We find no basis to conclude that the statute grants the trial court broad authority to vacate a conviction based on any error or deficiency of counsel related to advisement of adverse immigration consequences. We therefore agree that the court lacked jurisdiction to address a claim of ineffective assistance of counsel in the context of a section 1016.5 motion. This ruling is likely to leave defendant without a remedy; a claim of ineffective assistance of counsel generally is not a proper basis for a petition for writ of error coram nobis, the time for appeal of the judgment has long since passed, and defendant is no longer in custody for purposes of a writ of habeas corpus.[4] (See People v. Gallardo (2000) 77 Cal.App.4th 971, 987, 92 Cal. Rptr.2d 161 ["A claim that the defendant was deprived of effective representation of counsel is not an appropriate basis for relief by writ of coram nobis and must be raised on appeal or by petition for writ of habeas corpus instead."]; see also People v. Soriano (1987) 194 Cal.App.3d 1470, 1482, 240 Cal.Rptr. 328 [affirming denial of petition for writ of coram nobis but granting writ of habeas corpus based on attorney's failure to adequately advise the defendant of the immigration consequences of his plea].) Although unfortunate, the lack of an available remedy is not a sufficient basis to extend the applicability of an express, statutory remedy.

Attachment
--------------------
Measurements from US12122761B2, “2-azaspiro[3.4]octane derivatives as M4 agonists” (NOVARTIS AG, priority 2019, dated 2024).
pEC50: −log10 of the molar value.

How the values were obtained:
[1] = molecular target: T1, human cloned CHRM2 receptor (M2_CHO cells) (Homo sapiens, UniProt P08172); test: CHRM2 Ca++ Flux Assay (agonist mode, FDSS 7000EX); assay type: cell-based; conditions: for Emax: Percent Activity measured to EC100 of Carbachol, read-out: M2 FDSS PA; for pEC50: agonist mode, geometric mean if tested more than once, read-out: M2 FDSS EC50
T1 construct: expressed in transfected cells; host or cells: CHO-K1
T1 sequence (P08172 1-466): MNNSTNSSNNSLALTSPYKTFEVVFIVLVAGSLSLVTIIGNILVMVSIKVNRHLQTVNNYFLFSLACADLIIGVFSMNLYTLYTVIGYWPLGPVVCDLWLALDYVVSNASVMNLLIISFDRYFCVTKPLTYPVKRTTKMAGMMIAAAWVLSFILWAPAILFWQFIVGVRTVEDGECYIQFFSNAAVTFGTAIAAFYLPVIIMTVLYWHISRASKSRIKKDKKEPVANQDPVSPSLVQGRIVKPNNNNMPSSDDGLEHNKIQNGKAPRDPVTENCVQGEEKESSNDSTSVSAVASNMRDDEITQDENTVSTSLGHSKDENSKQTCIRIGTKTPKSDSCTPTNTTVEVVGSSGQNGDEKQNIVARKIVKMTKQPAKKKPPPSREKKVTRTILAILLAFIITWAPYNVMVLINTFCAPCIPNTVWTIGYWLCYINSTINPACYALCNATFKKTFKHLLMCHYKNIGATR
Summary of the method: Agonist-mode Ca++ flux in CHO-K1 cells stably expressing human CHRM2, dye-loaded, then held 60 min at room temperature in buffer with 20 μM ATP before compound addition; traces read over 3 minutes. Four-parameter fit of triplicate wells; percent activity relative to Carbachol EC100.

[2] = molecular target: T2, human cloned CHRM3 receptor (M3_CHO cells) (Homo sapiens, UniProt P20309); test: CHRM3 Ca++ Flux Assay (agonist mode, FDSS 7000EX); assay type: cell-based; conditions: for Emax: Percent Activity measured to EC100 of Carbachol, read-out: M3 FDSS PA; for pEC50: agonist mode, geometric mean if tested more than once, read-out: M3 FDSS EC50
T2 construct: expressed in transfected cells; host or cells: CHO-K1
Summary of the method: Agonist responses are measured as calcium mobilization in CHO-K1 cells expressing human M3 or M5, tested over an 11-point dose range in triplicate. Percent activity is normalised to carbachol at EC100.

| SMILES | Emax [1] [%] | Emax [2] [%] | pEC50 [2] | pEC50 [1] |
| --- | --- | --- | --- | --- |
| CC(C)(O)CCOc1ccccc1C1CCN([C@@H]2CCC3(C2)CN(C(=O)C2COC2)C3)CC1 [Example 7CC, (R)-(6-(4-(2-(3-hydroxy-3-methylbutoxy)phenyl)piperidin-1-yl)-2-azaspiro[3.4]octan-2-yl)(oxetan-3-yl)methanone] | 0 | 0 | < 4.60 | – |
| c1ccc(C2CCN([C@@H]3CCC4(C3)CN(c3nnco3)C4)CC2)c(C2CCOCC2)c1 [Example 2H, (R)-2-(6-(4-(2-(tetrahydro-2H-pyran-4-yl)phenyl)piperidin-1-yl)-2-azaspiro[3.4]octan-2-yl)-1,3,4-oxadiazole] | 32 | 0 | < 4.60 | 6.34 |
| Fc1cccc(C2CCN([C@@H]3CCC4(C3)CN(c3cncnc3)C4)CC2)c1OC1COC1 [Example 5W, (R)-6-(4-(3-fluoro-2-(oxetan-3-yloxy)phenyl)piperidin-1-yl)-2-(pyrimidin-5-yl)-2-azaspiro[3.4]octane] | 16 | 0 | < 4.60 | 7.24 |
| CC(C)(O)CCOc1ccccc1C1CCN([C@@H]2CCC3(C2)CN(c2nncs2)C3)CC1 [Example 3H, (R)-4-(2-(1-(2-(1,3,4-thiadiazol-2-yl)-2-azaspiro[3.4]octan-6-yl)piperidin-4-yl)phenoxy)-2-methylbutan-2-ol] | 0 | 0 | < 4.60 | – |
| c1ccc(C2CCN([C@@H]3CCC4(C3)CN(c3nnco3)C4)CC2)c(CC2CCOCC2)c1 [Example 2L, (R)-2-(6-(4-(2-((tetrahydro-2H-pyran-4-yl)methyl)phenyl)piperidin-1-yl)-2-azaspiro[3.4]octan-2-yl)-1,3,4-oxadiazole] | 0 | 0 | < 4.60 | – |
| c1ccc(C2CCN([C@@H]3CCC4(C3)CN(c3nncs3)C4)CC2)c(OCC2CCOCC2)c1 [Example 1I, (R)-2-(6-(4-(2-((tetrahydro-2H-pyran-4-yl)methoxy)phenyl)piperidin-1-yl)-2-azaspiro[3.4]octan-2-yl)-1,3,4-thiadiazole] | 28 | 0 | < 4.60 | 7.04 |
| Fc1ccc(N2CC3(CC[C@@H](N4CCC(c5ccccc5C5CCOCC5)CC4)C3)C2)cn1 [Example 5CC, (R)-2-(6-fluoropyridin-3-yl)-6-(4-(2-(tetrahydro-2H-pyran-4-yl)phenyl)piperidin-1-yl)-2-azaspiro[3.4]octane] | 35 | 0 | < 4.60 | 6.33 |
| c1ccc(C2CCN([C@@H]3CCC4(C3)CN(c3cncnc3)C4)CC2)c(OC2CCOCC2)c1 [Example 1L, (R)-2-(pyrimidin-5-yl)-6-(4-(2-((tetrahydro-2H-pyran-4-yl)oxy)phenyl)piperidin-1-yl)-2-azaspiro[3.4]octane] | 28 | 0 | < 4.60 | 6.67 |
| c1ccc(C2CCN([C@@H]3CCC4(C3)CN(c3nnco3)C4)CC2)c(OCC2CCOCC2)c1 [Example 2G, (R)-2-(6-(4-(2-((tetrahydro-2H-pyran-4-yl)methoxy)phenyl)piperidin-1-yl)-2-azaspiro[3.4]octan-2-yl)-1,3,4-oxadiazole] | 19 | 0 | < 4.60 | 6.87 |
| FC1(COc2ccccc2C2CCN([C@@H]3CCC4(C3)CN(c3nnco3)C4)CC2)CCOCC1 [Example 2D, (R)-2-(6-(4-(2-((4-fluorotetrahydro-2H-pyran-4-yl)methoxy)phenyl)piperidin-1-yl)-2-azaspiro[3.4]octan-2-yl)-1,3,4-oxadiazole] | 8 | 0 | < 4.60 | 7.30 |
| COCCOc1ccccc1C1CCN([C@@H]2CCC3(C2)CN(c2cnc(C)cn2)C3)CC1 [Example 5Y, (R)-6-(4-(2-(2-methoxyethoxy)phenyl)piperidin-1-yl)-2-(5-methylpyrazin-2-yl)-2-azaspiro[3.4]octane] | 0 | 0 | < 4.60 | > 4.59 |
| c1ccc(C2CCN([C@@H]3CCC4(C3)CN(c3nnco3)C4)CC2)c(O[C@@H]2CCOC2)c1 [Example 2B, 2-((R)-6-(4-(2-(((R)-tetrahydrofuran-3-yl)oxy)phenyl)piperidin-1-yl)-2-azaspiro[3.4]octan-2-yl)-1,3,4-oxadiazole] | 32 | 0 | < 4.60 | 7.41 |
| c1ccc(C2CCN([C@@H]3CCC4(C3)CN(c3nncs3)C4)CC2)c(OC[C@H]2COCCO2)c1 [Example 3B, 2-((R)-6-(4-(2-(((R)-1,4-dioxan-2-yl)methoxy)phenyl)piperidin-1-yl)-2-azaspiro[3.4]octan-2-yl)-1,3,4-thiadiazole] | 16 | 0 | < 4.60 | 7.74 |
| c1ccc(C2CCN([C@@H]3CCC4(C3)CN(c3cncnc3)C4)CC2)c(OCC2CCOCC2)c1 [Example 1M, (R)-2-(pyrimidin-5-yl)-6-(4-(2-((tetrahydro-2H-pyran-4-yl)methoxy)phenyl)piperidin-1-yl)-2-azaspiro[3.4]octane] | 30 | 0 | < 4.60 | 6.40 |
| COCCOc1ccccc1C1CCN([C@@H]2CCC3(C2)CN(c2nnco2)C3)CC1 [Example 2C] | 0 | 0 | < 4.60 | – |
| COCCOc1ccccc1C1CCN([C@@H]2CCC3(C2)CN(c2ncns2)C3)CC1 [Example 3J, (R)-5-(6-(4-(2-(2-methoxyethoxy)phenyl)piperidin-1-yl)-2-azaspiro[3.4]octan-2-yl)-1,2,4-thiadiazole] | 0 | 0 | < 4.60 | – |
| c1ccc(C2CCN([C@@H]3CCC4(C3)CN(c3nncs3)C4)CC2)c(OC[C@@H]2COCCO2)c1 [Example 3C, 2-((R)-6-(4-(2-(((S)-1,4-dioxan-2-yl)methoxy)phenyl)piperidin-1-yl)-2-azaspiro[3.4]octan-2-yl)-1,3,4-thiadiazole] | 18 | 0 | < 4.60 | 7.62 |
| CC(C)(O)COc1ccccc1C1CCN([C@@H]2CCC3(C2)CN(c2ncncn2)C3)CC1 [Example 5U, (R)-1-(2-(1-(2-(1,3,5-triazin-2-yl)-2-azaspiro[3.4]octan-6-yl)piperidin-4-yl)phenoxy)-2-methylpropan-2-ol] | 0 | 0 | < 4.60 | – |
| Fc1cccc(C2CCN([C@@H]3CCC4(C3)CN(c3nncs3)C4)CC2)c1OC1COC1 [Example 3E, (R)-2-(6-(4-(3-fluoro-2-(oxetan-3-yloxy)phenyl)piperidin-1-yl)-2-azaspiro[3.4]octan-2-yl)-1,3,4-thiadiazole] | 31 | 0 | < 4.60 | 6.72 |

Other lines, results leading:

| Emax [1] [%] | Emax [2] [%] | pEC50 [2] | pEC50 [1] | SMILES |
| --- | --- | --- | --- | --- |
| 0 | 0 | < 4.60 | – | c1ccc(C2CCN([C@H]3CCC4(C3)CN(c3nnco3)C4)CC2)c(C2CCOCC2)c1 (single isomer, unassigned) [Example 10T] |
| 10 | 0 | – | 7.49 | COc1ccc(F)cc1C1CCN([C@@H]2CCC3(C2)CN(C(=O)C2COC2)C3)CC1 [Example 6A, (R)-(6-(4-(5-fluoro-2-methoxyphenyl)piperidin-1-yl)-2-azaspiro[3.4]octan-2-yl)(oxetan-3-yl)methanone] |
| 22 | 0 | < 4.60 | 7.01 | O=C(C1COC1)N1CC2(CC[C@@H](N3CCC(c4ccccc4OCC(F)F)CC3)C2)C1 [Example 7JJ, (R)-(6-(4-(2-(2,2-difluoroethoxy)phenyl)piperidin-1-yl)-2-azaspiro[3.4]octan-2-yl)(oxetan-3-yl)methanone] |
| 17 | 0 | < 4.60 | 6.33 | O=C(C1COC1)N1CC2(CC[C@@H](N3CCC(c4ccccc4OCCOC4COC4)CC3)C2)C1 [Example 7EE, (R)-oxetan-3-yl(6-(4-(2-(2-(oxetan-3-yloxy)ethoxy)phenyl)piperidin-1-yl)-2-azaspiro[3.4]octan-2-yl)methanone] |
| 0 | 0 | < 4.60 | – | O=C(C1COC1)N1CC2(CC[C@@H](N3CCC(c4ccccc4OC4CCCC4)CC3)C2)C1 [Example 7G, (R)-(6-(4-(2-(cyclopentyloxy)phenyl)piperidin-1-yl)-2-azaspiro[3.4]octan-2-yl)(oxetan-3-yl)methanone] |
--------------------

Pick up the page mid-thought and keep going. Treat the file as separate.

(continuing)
454*454 III. Disposition

The trial court's order denying defendant's motion to vacate his conviction and withdraw his plea pursuant to Penal Code section 1016.5 is affirmed.

WE CONCUR: McADAMS, and DUFFY, JJ.

[1] All further statutory references are to the Penal Code unless otherwise noted.

[2] The trial court stated: "[Y]ou're advised if you are not a citizen of the United States that conviction of this offense may have the consequences of deportation, exclusion from admission to the United States or denial of naturalization. Do you understand that?" Defendant answered in the affirmative.

[3] Section 1016.5, subdivision (c) states, in full: "With respect to pleas accepted prior to January 1, 1978, it is not the intent of the Legislature that a court's failure to provide the advisement required by subdivision (a) of Section 1016.5 should require the vacation of judgment and withdrawal of the plea or constitute grounds for finding a prior conviction invalid. Nothing in this section, however, shall' be deemed to inhibit a court, in the sound exercise of its discretion, from vacating a judgment and permitting a defendant to withdraw a plea."

[4] We note, however, that several issues relating to a defendant's ability to bring a post-judgment ineffective assistance of counsel claim based on immigration consequences are pending before the California Supreme Court in People v. Kim, review granted July 25, 2007, S153183, 63 Cal.Rptr.3d 844, 163 P.3d 852.